CADDManager on January 30th, 2007

In the December 2006 issue of Harvard Business Review, Sylvia Ann Hewlett and Carolyn Buck Luce outlined what they called “Extreme Jobs – the Dangerous Allure of the 70 hour Workweek“. They search for answers as to why people spend this level of time at work, what drives them and what, if any, are the rewards. They outline how some people gladly spend extreme levels of time at work and actually love doing it.

They list 10 characteristics that they think define extreme jobs. I want to review a few of their definitions of what makes an Extreme Job and see if they apply to CAD Management. Not all of them apply, nor must they for it to be thought of as an extreme job. They state that only 5 of the 10 need apply. Any 5 mixed with the requisite 60 hours per week can move you into the extreme zone.

Here are the ones I think apply to CAD Managers:

1. Unpredictable flow of work. CAD Managers must always adjust to the feast and famine, stop and start, get it done yesterday kind of environment.

2. Fast paced work under tight deadlines. CM’s must work to other peoples deadlines. Working under the pressure of multiple deadlines and projects funneling through their systems.

3. Inordinate scope of responsibilities that amount to more than one job. Ever feel like that? You know that you have – especially if you have project duties and CM duties.

4. Work related events outside of regular work hours. Do you belong to a user group? This qualifies you.

5. Responsibility for mentoring and recruiting. You may not be recruiting much, but you are constantly mentoring, training, and moving people forward.

6. Physical presence at workplace at least 10 hours a day. Well some of us may not actually do this but we easily could.

These are 6 from the list. Does they describe you? Do you have an Extreme Job?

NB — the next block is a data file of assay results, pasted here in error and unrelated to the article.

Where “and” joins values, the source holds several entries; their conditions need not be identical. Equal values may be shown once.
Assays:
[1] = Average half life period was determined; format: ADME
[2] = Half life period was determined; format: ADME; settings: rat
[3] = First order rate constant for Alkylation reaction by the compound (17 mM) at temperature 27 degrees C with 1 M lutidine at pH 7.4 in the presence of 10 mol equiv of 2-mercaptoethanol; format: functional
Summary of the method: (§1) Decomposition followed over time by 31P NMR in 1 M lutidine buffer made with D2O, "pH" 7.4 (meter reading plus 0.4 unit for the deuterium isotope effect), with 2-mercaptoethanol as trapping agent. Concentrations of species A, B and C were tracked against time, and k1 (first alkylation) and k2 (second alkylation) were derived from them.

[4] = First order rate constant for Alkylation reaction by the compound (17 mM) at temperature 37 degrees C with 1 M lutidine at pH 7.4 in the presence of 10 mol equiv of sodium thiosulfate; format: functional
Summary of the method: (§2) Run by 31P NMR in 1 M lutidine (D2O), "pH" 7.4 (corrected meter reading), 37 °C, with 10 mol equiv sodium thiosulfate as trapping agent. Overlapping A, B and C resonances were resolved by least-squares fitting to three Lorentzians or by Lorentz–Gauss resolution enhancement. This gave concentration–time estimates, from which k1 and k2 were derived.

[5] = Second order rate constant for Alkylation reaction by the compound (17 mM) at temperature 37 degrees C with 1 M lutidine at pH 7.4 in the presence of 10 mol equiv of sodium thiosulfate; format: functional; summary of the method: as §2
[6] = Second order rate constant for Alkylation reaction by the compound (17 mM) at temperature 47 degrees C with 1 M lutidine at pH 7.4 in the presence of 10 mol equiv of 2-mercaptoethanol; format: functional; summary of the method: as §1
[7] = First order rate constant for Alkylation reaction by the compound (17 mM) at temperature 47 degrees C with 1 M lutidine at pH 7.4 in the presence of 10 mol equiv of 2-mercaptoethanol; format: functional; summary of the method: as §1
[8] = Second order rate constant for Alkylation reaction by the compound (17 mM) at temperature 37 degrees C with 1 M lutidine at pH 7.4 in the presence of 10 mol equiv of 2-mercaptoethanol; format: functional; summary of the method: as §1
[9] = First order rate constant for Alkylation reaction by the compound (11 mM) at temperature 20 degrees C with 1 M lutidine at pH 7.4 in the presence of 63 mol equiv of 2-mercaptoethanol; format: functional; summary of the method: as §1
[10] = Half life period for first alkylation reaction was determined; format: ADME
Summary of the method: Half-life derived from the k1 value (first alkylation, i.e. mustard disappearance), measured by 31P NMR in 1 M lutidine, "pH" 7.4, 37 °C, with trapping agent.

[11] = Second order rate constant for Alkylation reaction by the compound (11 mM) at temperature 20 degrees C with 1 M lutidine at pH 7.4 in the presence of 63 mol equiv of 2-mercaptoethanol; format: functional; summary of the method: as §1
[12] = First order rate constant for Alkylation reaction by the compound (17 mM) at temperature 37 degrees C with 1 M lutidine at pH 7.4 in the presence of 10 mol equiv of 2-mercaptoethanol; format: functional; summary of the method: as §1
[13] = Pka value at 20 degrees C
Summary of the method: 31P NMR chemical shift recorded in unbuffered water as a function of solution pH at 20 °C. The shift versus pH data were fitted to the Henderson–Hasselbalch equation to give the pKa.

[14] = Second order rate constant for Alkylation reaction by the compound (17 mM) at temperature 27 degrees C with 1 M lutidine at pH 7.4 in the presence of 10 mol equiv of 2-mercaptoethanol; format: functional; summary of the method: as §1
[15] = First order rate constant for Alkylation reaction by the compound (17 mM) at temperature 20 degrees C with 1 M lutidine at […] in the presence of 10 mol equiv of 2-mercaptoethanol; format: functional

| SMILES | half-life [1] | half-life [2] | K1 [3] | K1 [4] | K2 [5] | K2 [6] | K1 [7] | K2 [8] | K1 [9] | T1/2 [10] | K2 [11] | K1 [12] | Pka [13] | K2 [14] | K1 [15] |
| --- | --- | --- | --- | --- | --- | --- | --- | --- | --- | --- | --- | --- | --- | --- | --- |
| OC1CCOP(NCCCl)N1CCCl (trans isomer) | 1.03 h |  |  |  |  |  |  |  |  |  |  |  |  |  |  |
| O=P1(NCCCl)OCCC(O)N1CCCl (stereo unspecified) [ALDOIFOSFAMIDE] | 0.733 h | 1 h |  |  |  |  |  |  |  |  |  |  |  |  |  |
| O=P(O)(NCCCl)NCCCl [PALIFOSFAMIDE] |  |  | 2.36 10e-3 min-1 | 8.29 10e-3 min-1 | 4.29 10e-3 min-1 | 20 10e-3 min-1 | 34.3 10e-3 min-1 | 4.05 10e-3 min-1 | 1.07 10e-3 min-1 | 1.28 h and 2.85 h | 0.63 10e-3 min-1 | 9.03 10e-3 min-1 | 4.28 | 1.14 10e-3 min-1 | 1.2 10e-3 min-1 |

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2 Responses to “CAD Manager – Extreme Job?”

  1. Extreme Job, what about extreme pay!

  2. Mark,

    I never thought of CM as extreme? When you think of extreme you think of dangerous jobs like a Crab Fisherman, Military, Policeman or Fireman. After reading your remarks, poll, and reflecting on myself yes it’s extreme. And it doesn’t have to be ‘Risky’ to be as such. I’m a CM at an architecture firm with around 50 staffers and multiple offices that I oversee in one way or another. I have 8 years experience as a CM and 13 overall in the industry. My favorite analogy of a CM is: ‘Jack of all trades, Master of None’ when you really need to be (and expected to be) ‘MASTER OF ALL’. Which most of us know (unless you have a good support structure) it’s difficult as a CM on your own (which most of us are). And now with ‘BIM’ it’s truly impossible to know and manage everything. Years ago it wasn’t as big of a deal. You had a core group of software tools & processes to managed and upgrade every few years. Now were updating systems more often, adding new software’s to the mix and asking software’s to do things that we never dreamed possible 10 years ago. Not including having to educate and guide staff along the way. Now with BIM you have to think about ALL aspects of our industry and how it can tie together. Anything from pre desisn to facility management. As time goes by this ‘Extreme’ nature is only going to grow. I think in order to be successful CM needs to grow in size & scope. It needs to be thought of as a ‘TEAM’ instead of a ‘PERSON’. An ‘Integrated Group’ (IPD) instead of a bunch of individual silo’s. That would help tie things together and lower it’s extreme nature (a little bit anyway). That’s my thoughts.

    Thanks,

    -Jeff

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